IPO valuation is a tricky trip, but market sentiments and book building allow bankers to suggest a right call.

Market Indicators to Watch out for

Investment bankers are useful, often pertinent, in identifying the sources of finance for seekers. Acquiring a sense of what the market wants and where it is headed is important for them. While all – hedge fund manager, risk manager, investment banker, day trader, Warren Buffet, and Amanda from the café next corner – learn about major market events at the same time, their ability to profit themselves and clients from it depends upon their understanding of the information. Hone your market meter by keeping an eye out for these indicators.

The Big Picture
IPO Market Update High valuation and low market volatility are considered favorable conditions to go public. The IPO activity bottomed out after the financial crisis of 2008, but it recovered and saw the best of IPO window periods in all four quarters of 2017. Know the ‘right time’ to hit the market from periodic updates and analyses of the IPO market released by large investment banks, auditors, and other agencies.
Follow-on Market UpdateWhen a listed company issue new shares after the IPO, it’s called Follow on Public Offering (FPO). It’s a common way to raise additional finances as investors usually are more forthcoming to support FPO given the public track record of the issuing company. This update can outline market optimism, or pessimism, for follow-on offerings.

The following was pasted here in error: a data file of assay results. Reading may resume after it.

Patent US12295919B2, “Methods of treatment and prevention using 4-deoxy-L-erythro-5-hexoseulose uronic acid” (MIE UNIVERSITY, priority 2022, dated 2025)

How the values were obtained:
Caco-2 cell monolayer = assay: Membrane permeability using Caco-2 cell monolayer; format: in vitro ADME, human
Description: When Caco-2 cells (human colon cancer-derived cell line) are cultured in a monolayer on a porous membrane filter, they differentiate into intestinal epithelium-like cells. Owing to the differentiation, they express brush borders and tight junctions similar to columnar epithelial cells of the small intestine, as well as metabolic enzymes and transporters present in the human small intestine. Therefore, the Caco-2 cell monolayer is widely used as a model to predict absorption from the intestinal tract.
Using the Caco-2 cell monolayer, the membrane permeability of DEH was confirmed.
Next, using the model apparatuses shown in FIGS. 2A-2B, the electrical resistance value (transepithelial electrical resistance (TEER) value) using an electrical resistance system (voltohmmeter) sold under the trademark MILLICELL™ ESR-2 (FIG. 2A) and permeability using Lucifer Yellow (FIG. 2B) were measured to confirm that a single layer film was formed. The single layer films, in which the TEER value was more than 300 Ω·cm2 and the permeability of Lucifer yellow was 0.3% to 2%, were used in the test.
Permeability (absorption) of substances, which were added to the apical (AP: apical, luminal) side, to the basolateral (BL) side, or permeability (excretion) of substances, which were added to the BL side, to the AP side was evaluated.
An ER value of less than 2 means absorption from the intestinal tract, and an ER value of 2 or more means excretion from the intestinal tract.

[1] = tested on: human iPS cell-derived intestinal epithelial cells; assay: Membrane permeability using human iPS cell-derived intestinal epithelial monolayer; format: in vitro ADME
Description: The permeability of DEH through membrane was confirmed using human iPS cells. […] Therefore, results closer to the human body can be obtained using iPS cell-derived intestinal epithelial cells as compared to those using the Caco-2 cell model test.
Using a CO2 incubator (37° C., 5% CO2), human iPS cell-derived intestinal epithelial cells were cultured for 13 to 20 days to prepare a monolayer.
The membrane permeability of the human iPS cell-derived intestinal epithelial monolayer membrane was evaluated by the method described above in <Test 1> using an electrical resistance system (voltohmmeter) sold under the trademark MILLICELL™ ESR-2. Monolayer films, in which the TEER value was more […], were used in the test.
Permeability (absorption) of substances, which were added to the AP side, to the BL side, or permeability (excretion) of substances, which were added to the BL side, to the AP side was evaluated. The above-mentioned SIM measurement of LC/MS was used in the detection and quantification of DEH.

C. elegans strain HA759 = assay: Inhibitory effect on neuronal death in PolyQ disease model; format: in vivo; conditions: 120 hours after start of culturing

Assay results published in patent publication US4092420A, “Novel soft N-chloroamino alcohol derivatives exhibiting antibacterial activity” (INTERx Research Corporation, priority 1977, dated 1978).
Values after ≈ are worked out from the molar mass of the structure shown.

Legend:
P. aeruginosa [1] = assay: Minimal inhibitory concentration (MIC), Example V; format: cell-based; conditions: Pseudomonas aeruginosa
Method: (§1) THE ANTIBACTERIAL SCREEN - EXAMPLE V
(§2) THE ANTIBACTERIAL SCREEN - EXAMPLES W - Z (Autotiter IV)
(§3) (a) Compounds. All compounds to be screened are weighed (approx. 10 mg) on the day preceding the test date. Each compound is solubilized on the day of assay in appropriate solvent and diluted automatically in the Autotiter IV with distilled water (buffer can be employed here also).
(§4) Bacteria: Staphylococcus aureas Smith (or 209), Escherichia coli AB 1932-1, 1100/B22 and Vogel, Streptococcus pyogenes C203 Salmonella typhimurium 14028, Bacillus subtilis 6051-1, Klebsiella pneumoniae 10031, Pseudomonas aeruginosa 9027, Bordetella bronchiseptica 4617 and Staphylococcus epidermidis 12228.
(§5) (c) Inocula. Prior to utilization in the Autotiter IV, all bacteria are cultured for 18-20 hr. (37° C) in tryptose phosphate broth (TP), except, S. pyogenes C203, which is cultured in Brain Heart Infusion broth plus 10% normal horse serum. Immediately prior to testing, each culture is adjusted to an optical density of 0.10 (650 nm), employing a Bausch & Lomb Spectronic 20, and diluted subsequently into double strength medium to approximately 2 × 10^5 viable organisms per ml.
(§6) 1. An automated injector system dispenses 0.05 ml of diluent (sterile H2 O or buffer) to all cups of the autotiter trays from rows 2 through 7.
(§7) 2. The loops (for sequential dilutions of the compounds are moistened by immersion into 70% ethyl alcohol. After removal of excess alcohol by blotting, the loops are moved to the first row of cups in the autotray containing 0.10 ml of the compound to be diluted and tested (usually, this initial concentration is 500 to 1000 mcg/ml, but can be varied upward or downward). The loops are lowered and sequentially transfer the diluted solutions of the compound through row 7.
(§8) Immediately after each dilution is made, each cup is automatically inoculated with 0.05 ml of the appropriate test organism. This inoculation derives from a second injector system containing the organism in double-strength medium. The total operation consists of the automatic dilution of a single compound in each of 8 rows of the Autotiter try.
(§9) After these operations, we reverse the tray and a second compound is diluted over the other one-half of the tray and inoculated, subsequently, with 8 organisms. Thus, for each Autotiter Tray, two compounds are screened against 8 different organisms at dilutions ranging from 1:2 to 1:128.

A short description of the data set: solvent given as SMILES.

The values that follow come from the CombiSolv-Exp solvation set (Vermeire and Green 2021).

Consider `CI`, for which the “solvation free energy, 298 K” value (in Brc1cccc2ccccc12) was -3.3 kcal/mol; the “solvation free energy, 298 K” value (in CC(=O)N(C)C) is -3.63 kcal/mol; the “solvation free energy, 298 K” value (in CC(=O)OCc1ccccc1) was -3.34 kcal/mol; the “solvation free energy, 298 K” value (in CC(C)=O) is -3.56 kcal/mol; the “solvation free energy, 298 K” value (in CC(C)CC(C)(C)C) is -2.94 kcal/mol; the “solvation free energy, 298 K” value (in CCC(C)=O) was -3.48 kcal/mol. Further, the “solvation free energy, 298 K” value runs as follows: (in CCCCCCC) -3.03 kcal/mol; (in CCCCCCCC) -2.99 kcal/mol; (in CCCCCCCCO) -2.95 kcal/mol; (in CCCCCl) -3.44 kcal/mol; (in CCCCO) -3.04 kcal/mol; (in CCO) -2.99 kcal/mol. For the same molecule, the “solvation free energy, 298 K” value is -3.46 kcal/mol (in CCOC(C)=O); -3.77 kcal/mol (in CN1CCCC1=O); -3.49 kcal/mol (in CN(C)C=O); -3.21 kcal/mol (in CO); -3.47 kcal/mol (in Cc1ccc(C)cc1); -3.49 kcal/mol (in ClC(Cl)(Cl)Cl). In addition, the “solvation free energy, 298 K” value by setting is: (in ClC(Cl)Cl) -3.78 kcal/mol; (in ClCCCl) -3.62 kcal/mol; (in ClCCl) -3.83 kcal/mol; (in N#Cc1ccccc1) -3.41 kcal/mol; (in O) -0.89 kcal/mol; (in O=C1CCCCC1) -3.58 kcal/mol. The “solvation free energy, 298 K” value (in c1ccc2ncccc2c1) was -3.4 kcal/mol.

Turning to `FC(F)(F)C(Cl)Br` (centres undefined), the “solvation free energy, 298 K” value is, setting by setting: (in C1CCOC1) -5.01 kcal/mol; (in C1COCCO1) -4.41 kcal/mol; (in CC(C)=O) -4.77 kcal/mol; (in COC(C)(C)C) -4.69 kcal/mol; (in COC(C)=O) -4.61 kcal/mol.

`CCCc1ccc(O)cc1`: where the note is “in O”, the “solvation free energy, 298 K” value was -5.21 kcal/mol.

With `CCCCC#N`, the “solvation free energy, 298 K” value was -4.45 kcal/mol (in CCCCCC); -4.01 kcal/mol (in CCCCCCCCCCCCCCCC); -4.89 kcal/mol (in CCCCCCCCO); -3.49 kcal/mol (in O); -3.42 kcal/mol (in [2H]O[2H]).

Convertible Market UpdateIt refers to the bonds that convert to a predetermined number of stocks after a certain period. Convertible securities become a popular source of rescue capital for investors during an economic crisis.
Return on Equity (ROE)Return on Equity is a measure of an entity’s efficiency in handling shareholders’ money. In IPO and other deals, a bank’s ROE can be compared with that of industry average to understand its performance for the investors.
Stock-Bond relationship In normal market conditions, bond and stock prices share an inverse relationship. It’s a key indicator of market stability. Amid uncertainties, when both begin to fall, governments may launch stimulus packages. Also, if the balance is tilted in the favor of bonds, it represents low-risk appetite and confidence of investors.
Purchase of US Treasury by Fed (Open Market Operations or OMO)When central banks buy more treasuries, interest rates usually fall, and often liquidity is injected into the system. It corresponds to a rally in the stock market.
Credit Spread It measures the yield between US Treasury bonds and other debt securities of lower credit quality but same maturity. When the spread widens, it’s a warning sign for markets indicating US Treasury bonds are being favored over corporate bonds.
Major Indices – Sell or Hold
S&P 500It is one of the most important indicators of stock market’s performance. This index tracks the stocks of 500 large- and mid-cap US companies, and report on their risks and returns.
Dow Jones Industrial Average It is considered a strong indicator of market’s overall health. It tracks 30 largest US companies listed on the stock exchanges. Interestingly, the companies in Dow keep changing based on their performance.